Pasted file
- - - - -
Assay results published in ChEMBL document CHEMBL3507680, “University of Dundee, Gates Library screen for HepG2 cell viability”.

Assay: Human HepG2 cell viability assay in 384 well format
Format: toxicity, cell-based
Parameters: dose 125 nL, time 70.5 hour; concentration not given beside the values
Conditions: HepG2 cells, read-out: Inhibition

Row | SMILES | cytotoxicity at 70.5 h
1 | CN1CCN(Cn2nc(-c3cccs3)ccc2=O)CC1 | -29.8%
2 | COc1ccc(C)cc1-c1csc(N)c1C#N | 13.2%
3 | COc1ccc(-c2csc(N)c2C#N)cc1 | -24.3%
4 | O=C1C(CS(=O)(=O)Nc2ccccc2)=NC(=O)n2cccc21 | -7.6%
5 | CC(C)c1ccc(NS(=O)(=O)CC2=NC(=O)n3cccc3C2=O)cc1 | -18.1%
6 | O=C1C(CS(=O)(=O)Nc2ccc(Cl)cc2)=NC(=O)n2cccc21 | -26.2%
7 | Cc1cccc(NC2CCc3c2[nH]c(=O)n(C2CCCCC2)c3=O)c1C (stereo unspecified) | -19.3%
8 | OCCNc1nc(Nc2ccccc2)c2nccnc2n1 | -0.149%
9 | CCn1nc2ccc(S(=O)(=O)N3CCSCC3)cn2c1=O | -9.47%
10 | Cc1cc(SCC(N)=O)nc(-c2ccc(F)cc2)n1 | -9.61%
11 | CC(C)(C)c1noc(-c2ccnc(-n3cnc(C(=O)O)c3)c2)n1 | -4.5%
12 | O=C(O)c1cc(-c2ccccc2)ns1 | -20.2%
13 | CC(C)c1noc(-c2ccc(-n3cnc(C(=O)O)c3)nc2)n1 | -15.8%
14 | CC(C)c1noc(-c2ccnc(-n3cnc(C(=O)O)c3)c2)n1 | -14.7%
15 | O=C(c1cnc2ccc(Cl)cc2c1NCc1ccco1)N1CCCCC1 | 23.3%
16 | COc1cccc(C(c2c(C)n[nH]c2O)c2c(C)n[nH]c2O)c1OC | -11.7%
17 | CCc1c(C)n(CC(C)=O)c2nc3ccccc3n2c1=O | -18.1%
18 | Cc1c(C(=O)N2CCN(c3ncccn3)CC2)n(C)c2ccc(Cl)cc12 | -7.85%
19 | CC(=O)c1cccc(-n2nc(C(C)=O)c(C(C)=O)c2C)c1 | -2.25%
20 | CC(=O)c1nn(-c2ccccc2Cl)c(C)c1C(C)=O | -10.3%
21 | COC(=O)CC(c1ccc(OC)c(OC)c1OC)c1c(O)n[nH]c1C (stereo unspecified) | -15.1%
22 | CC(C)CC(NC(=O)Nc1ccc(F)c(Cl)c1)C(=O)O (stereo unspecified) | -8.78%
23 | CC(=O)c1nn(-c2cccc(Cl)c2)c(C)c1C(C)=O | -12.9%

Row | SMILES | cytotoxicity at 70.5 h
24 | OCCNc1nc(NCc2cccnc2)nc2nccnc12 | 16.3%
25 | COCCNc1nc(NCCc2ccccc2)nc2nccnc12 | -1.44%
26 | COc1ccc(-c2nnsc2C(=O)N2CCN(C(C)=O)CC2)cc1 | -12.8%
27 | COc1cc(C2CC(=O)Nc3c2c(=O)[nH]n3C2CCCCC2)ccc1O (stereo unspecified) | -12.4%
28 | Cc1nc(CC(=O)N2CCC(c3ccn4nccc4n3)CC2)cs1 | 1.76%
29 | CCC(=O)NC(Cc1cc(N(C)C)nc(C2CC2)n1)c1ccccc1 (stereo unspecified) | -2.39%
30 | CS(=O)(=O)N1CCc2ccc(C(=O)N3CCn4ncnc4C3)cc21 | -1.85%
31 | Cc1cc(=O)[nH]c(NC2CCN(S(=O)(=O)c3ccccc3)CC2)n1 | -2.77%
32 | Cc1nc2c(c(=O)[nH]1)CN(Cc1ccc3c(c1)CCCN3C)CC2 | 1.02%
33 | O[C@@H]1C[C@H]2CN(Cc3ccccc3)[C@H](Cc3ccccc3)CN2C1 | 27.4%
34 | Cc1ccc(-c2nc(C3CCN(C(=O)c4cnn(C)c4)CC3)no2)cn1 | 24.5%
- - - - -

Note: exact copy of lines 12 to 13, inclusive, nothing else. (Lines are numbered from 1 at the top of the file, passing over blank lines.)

6 | O=C1C(CS(=O)(=O)Nc2ccc(Cl)cc2)=NC(=O)n2cccc21 | -26.2%
7 | Cc1cccc(NC2CCc3c2[nH]c(=O)n(C2CCCCC2)c3=O)c1C (stereo unspecified) | -19.3%